Sunday, March 27, 2005

Using the Compaq PA-1 with Linux

I purchased one of these little guys in 2001 and used it very little at the time. It took forever to transfer songs, only worked under Winblows, and the capacity was very limited (they come with two 32MB MMC cards).

Fast-forward 4 years and podcasting is born. It's really nice to always have new interesting content to listen to while you're comuting or working outside. So I downloaded a bunch of podcasts (in MP3 format for now) and proceeded to install the Compaq-bundled RioPort software inside a Winblows session in VMWare. File transfers worked one third of the time, and drained the batteries pretty badly. The real problem, however, was the time wasted in other parts of the process. Waiting one full minute for RioPort to read the list of files transfered was too much. As with anything else in Winblows, it's not the apps that suck that much, but the OS just makes the user experience a real nightmare.

Being a happy resident of a non-DMCA encumbered country, I decided to reverse engineer the filesystem used to store the files to the flash cards. This way I can transfer files without using the PA-1 itself, which saves on the USB hassles and uses zero battery power. The first step was to dump a working flash image and examine it using a binary editor (bvi in this case).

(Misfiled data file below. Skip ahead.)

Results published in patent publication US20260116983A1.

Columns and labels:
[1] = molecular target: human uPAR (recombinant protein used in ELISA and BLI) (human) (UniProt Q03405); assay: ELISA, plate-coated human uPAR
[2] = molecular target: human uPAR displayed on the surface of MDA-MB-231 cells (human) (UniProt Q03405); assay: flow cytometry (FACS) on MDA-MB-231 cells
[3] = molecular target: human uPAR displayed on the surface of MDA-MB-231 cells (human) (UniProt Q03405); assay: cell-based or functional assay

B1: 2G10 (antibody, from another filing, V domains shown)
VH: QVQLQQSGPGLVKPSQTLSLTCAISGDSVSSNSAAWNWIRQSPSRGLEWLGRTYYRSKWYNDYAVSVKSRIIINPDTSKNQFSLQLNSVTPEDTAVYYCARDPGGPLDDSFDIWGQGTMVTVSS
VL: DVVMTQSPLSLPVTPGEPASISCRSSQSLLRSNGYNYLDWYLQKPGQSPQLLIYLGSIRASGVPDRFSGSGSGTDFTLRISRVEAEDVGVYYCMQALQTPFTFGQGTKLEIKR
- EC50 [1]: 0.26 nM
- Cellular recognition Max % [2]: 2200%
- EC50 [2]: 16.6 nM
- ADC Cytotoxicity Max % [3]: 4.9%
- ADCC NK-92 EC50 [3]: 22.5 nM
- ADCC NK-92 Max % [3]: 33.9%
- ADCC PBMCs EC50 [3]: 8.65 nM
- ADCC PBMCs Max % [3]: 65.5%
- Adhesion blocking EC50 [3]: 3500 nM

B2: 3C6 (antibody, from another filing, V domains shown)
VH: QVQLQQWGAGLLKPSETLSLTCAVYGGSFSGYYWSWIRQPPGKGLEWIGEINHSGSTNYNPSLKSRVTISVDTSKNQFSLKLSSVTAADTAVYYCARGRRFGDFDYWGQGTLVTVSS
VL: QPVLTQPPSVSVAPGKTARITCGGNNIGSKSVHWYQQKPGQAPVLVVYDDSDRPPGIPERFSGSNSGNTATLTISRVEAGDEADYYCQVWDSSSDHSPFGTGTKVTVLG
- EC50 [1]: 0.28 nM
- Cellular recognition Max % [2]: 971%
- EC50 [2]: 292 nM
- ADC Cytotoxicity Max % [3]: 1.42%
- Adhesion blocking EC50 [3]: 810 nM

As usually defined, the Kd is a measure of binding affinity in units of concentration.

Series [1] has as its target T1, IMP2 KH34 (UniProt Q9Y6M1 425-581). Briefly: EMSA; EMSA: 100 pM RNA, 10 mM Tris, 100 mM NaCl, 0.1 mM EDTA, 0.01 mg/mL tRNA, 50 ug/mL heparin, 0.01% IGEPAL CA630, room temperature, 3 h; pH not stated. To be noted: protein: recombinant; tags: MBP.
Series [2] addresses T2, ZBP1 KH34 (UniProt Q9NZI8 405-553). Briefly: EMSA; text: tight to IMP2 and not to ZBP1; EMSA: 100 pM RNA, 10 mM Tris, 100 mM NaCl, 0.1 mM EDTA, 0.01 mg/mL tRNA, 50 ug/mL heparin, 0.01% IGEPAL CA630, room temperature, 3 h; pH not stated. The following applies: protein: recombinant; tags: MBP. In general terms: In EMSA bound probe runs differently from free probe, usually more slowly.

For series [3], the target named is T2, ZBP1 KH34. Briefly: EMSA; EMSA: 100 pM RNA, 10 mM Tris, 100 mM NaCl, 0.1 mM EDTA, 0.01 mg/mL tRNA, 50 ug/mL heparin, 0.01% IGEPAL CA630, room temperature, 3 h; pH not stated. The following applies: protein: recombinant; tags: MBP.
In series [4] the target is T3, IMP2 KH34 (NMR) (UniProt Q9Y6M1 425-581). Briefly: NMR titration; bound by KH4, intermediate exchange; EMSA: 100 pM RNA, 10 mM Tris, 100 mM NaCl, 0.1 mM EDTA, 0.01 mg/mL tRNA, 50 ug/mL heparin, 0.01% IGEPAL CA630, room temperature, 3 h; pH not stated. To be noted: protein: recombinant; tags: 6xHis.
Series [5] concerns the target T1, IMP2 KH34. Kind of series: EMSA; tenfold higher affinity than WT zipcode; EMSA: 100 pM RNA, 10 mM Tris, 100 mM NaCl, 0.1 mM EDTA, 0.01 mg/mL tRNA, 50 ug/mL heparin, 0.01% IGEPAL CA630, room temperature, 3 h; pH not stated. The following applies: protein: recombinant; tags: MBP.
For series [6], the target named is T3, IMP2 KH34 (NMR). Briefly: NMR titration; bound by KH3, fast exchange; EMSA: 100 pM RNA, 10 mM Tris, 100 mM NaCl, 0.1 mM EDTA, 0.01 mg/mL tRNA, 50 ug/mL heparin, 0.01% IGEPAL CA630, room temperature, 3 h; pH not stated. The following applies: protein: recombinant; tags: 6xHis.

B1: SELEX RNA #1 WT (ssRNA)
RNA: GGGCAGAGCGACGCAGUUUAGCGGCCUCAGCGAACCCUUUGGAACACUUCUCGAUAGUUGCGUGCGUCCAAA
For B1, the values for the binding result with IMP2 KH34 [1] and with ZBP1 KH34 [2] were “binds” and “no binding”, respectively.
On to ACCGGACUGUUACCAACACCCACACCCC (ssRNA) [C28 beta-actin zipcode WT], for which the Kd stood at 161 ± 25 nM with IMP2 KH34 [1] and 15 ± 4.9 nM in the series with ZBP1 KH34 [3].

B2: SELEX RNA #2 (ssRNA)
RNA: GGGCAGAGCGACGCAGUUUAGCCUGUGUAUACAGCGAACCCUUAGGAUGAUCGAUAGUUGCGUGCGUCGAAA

It turns out that the filesystem was created by a company called Eiger M&C, which doesn't seem to be doing business anymore. I even tried emailing their contact listed on their website (last updated in 2002), but of course got no reply. To make a long story short, I ended up successfully reverse engineering most of the filesystem format, and used a bare bones version of it as the basis for a small Python script.

And so was born jdeigerfs v0.1 (3.4KB) :) It allows you to generate a mm.img file that contains a filesystem image that you can copy to any flash card. I use 32MB and 64MB MMC cards on my device, but your device may use other cards/sizes. All should work, up to 128MB per card. From what I can tell the format used for the FAT reserves 128KB for a 1 to 1024 mapping of the flash card, so anything over 128MB would actually cause the FAT to overwrite the first file in the card.

The script is barely useable. Actually it's a bit better than that, and in a works-for-me state. I decided to release it early so that if anyone else has any use for it I can get feedback at an early stage, although I don't plan on making any major improvements to it. Now I can finally test if the claim to support AAC is true (hard to believe for 2000 hardware). Later.

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